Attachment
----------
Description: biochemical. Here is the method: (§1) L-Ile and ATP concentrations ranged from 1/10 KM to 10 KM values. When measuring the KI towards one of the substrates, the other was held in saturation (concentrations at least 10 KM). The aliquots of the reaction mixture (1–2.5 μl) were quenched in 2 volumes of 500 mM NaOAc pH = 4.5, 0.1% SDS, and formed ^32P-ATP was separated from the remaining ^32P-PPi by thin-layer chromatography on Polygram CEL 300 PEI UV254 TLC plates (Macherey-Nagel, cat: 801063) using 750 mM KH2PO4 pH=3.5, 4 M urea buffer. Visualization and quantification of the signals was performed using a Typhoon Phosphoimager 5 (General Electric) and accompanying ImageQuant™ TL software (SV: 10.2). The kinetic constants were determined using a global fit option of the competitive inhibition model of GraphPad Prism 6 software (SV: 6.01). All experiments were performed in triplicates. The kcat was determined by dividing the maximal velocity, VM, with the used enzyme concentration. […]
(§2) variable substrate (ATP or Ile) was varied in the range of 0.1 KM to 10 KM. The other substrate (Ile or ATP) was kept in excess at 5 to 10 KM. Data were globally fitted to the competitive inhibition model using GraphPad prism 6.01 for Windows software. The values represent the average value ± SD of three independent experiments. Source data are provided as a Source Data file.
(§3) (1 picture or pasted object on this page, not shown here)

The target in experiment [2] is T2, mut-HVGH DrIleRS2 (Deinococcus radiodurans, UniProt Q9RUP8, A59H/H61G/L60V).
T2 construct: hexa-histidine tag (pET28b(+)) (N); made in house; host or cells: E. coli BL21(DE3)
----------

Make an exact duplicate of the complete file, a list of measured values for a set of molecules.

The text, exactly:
Description: biochemical. Here is the method: (§1) L-Ile and ATP concentrations ranged from 1/10 KM to 10 KM values. When measuring the KI towards one of the substrates, the other was held in saturation (concentrations at least 10 KM). The aliquots of the reaction mixture (1–2.5 μl) were quenched in 2 volumes of 500 mM NaOAc pH = 4.5, 0.1% SDS, and formed ^32P-ATP was separated from the remaining ^32P-PPi by thin-layer chromatography on Polygram CEL 300 PEI UV254 TLC plates (Macherey-Nagel, cat: 801063) using 750 mM KH2PO4 pH=3.5, 4 M urea buffer. Visualization and quantification of the signals was performed using a Typhoon Phosphoimager 5 (General Electric) and accompanying ImageQuant™ TL software (SV: 10.2). The kinetic constants were determined using a global fit option of the competitive inhibition model of GraphPad Prism 6 software (SV: 6.01). All experiments were performed in triplicates. The kcat was determined by dividing the maximal velocity, VM, with the used enzyme concentration. […]
(§2) variable substrate (ATP or Ile) was varied in the range of 0.1 KM to 10 KM. The other substrate (Ile or ATP) was kept in excess at 5 to 10 KM. Data were globally fitted to the competitive inhibition model using GraphPad prism 6.01 for Windows software. The values represent the average value ± SD of three independent experiments. Source data are provided as a Source Data file.
(§3) (1 picture or pasted object on this page, not shown here)

The target in experiment [2] is T2, mut-HVGH DrIleRS2 (Deinococcus radiodurans, UniProt Q9RUP8, A59H/H61G/L60V).
T2 construct: hexa-histidine tag (pET28b(+)) (N); made in house; host or cells: E. coli BL21(DE3)